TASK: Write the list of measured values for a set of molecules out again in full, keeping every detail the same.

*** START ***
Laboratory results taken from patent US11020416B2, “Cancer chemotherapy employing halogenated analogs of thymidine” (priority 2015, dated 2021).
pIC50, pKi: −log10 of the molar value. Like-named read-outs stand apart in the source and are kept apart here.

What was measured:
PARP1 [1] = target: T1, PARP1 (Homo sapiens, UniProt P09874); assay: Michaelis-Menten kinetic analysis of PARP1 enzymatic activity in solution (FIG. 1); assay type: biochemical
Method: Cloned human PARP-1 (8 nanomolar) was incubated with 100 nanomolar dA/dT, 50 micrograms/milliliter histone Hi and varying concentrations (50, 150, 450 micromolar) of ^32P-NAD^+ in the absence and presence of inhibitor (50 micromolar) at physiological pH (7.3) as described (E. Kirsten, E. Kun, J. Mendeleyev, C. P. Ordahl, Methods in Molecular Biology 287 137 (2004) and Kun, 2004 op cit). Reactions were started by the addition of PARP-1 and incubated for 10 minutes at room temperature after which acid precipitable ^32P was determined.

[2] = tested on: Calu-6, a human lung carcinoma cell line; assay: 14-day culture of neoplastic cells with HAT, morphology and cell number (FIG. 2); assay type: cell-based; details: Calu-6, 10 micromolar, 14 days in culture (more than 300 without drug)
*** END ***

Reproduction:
Laboratory results taken from patent US11020416B2, “Cancer chemotherapy employing halogenated analogs of thymidine” (priority 2015, dated 2021).
pIC50, pKi: −log10 of the molar value. Like-named read-outs stand apart in the source and are kept apart here.

What was measured:
PARP1 [1] = target: T1, PARP1 (Homo sapiens, UniProt P09874); assay: Michaelis-Menten kinetic analysis of PARP1 enzymatic activity in solution (FIG. 1); assay type: biochemical
Method: Cloned human PARP-1 (8 nanomolar) was incubated with 100 nanomolar dA/dT, 50 micrograms/milliliter histone Hi and varying concentrations (50, 150, 450 micromolar) of ^32P-NAD^+ in the absence and presence of inhibitor (50 micromolar) at physiological pH (7.3) as described (E. Kirsten, E. Kun, J. Mendeleyev, C. P. Ordahl, Methods in Molecular Biology 287 137 (2004) and Kun, 2004 op cit). Reactions were started by the addition of PARP-1 and incubated for 10 minutes at room temperature after which acid precipitable ^32P was determined.

[2] = tested on: Calu-6, a human lung carcinoma cell line; assay: 14-day culture of neoplastic cells with HAT, morphology and cell number (FIG. 2); assay type: cell-based; details: Calu-6, 10 micromolar, 14 days in culture (more than 300 without drug)